Doggy stares: Here's why your dog is keeping an eye on you
Puppy dog eyes are so cute that they can seem impossible to resits. But not all looks are made the same and sometimes, a dog's stare can even get a little bit too intense. Never fear, though, TAG24 is here to help you find out what's behind those big round windows to your pet's soul.
Everyone knows there are good looks and there are bad looks.
But when a dog stares deep in to your eyes, there may be more than just their desire for a snack at stake.
They might be getting into a staring match to be threatening or imposing and determine who's really the boss.
But if you want to really know what your dog is trying to express, take a gander at the rest of its posture.
If there's growling and a tense position to go with the staring, your pooch isn't in the mood to play. This is a threat and you should back off.
Even when there's no growl, it doesn't mean a stare isn't something to worry about. If your dog whines or barks while refusing to break eye contact, it may be trying to say that there's something wrong. In that case, it's time for a trip to the vet.
But not all staring is something to stress about. There are multiple reasons why dogs seek to catch and hold their owners' gaze.
Some stares are for snacks or attention
Sometimes a stare is meant to say, "Hey, their human, you can do something for me."
In other words, a stare may be a dog's way of expressing their great expectations: for food or a walk.
The pupper could just be sick of entertaining itself and looking to hang with its owner. It might just want some simple interaction like petting, or some serious playtime. The hope for a treat is also never far away.
On that note, that hope shouldn't always be fulfilled. Owners that can't resist their dog's puppy eyes may think they are doing their pooch a favor by rewarding that sweet look with scraps from their plate. But in reality, they are training the dogs to beg. What makes the sharing of human food more problematic is that some food we humans like can be deadly for dogs.
So next time your best four legged friend looks at you with that look that says, "You have enough pizza to share," ignoring it is the way to go.
This isn't even just about the food itself. If you constantly reward the dog with scraps, it will learn that it can influence a situation with a simple stare and start experimenting with what else can be influenced.
Dogs can show affections with a simple look
Have you ever caught your dog calmly staring at you while you're doing nothing much of note? That's how you know your four-legged buddy really likes you.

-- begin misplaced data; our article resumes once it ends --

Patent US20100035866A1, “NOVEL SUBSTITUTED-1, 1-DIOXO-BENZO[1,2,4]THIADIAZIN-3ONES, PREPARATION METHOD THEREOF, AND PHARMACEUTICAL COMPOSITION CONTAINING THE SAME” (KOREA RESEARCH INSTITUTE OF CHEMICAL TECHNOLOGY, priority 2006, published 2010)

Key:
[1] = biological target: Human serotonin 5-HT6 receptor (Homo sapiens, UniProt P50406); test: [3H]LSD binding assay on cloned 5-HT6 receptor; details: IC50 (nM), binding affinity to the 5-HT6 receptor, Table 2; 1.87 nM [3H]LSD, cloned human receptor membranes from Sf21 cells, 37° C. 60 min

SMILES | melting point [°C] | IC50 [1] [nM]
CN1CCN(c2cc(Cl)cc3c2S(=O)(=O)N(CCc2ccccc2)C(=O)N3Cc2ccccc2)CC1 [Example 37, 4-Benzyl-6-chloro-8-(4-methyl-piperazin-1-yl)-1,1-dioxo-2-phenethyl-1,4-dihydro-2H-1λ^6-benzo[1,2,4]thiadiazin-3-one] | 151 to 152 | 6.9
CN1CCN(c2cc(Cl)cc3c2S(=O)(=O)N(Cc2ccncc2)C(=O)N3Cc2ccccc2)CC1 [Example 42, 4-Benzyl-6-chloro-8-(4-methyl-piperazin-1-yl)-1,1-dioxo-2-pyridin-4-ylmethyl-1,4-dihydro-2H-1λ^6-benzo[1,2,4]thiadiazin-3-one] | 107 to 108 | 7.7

When you two make eye contact, the dog's pupils dilate and they relax. This affectionate stare down is a positive thing. It can strengthen the bond between human and pet. So the next time your pooch is just looking at you, maybe that's their way of saying: "Hey there, love you."
Dogs also have shorter sleep phases than their owners, so if you catch your pooch staring in the middle of the night, it might just be half asleep and thinking about snacks. Or it might be checking to see the people it cares about are still there.
The most vulnerable kind of look
Some dogs stare at their owners while doing their business. Though first time dog owners may find this unnerving, it's simple animal instinct in action.
Dogs are pack animals. And when you and your dog have a good relationship, you are its pack leader.
That comes with certain responsibilities. Your dog is expecting you to have its back while it's stuck in a vulnerable position. It is looking for security, and maybe a treat or praise for doing the deed in the appropriate place.
However, if a dog is having a hard time pooping, it may find the situation stressful.
Blank stares aren't just a human thing
Just like humans, dogs too can stare in complete confusion.
If your dog just looks at you blankly while you keep repeating a command, it doesn't necessarily mean it's ignoring you.
It's also very possible that your pooch just doesn't understand what you want. Maybe the command was unclear or it still needs some training.
Dog training takes a lot of patience. But it also requires clarity from the owner. There's no room for foggy communication if you want to get the right reaction.
The words you use are important, but so is your tone. If you say something in anger, your dog will hear that in your voice – and no one likes to be shouted at.
Even if you think your dog's stare defies interpretation, one thing is clear: you have their attention for that moment. Try to make those shared glances positive moments that help your relationship grow.
Cover photo: unsplash/Matt Silveira